Third, pay attention to your mental health and that of your family. There are several apps that help with meditation, check one out. Continue to have your mental health appointments via telehealth. If you don’t have a provider at this time, look into one now, as there may be a waitlist. Children need to know social and emotional health is important and necessary for well being. Start talking!


Communication is key to connection and connection is what humans need right now. Be honest with children. Validate their emotions and experience and DO NOT tell them they are “fine” or “Ok.” Tell them instead, “we got this,” “ we know how to stay healthy,” “we are doing what we need to do to make this confusing time pass.” Acknowledging the fear, confusion, and stress to children lessens their need to act those emotions out. Children mirror off of their parents, so if you are stressed they will be stressed. Communicating about our feelings during this time and giving reassurance of knowing what to do, will increase connection and strengthen the bond between you both.

Fourth, PLAY! During stressful times the best way to mitigate the impact of stress on the body is to PLAY! Play brings out the neurotransmitters in our brains and bodies that directly counter the stress hormones. So, engage in activities that bring joy to your life! Play games, get on the ground and let your child lead the play, watch comedies, find the ways to make yourself and those around you laugh! If you feel the need to be on social media, redirect your searches to joyful things like cute puppies, funny cats, or other silly activities that will make you giggle. A good sense of humor and actions of silliness will directly counter your stress in a healthy and productive way. See what a different direction can do for your mental health.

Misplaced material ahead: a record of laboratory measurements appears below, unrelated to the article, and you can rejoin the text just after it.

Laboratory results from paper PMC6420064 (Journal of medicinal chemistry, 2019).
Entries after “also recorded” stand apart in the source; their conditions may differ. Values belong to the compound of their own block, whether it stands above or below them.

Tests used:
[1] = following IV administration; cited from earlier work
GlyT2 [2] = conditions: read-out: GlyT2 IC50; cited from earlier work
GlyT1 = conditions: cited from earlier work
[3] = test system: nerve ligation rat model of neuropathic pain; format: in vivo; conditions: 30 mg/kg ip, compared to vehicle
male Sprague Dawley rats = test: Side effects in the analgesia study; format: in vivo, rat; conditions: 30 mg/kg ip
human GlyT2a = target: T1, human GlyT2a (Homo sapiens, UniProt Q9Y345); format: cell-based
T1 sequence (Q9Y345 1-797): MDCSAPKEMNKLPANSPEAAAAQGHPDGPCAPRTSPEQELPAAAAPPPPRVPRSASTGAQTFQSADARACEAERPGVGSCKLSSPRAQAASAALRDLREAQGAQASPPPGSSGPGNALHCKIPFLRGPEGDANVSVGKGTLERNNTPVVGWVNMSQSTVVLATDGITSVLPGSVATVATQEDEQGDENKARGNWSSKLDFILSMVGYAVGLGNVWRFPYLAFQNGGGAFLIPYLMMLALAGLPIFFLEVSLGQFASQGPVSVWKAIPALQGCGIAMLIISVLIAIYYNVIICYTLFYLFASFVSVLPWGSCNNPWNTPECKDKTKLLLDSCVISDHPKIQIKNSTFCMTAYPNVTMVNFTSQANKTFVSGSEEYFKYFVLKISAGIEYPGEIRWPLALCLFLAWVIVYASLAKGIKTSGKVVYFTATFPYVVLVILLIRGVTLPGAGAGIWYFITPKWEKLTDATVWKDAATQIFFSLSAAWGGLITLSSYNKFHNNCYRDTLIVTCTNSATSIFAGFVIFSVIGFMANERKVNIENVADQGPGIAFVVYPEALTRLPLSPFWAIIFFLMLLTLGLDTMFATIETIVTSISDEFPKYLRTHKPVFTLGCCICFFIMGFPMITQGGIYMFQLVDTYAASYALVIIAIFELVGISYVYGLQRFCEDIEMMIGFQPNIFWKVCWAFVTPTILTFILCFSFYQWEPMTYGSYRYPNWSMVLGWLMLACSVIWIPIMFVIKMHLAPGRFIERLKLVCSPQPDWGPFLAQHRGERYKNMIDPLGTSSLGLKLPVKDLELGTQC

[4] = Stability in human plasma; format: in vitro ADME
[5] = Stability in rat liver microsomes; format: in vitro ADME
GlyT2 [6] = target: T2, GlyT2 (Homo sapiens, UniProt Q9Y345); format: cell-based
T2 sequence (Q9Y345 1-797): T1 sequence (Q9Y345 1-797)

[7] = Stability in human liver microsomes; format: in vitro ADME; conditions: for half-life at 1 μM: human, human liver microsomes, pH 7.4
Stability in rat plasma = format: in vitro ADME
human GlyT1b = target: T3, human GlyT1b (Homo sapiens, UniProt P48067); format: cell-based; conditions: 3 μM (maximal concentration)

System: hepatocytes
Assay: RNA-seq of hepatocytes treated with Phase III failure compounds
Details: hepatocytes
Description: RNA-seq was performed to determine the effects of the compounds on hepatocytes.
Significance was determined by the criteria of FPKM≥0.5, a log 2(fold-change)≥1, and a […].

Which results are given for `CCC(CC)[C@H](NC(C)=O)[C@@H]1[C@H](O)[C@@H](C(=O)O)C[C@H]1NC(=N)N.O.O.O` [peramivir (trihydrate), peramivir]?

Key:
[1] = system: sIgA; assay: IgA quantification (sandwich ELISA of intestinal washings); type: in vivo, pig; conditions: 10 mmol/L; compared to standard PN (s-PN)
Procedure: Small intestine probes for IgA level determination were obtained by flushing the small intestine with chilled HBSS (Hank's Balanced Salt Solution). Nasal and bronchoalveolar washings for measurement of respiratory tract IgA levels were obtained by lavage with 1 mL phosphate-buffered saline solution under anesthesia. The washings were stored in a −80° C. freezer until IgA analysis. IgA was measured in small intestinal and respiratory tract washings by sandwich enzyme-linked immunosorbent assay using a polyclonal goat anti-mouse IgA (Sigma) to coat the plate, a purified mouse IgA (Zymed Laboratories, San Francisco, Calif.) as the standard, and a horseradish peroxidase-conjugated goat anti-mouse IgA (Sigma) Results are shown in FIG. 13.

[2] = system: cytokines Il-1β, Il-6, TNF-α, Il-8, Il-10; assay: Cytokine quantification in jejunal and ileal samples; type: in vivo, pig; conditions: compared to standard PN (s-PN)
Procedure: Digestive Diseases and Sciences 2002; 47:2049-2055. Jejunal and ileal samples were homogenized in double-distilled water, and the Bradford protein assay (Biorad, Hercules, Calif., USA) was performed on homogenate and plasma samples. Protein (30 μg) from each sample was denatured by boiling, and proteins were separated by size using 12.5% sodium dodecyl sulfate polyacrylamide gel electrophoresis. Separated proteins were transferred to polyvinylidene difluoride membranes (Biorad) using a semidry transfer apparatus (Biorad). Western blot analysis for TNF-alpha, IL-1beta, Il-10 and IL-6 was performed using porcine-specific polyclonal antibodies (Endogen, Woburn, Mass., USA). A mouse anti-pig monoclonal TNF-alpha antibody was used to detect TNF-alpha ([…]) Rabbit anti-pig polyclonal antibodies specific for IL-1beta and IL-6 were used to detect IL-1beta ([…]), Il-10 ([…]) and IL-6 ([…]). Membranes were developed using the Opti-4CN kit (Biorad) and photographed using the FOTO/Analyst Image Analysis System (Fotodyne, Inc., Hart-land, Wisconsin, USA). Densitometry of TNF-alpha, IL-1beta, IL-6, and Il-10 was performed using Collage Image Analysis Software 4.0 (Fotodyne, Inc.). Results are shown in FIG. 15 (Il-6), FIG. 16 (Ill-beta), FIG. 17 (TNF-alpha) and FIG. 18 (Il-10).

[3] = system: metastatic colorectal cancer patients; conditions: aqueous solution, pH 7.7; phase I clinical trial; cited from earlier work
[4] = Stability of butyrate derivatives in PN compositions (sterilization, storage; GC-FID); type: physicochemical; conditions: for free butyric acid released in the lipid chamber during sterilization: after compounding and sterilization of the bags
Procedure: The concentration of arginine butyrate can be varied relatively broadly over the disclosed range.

Fifth, have empathy and self compassion. No one is going to “get it right.” We have to be willing to practice flexibility and to show ourselves empathy for feeling stressed, for not being perfect all the time, for being tired, and choosing netflix to zone out and relax some. We are all being forced to be vulnerable, to acknowledge our struggles and be real about our anxiety. We are all doing the best we can with the amount of change and stress we are encountering everyday. With this vulnerability we can support ourselves and each other by taking a deep breath, and responding rather than reacting.


Remember, reacting is what most of us are doing right now. Slow down, stop and think before acting or speaking to improve your odds of being heard. 


The world and the human beings on it are in high stress and chaos of the unknown right now. This is not the “new normal” this is the period of time in between before we get to the other side. Taking care of ourselves both physically and mentally will give us the best chance for thriving after the storm of Covid19. 


Stay Connected,

Cary Hamilton

P.S. A video for kids to hear from a kid about COVID19.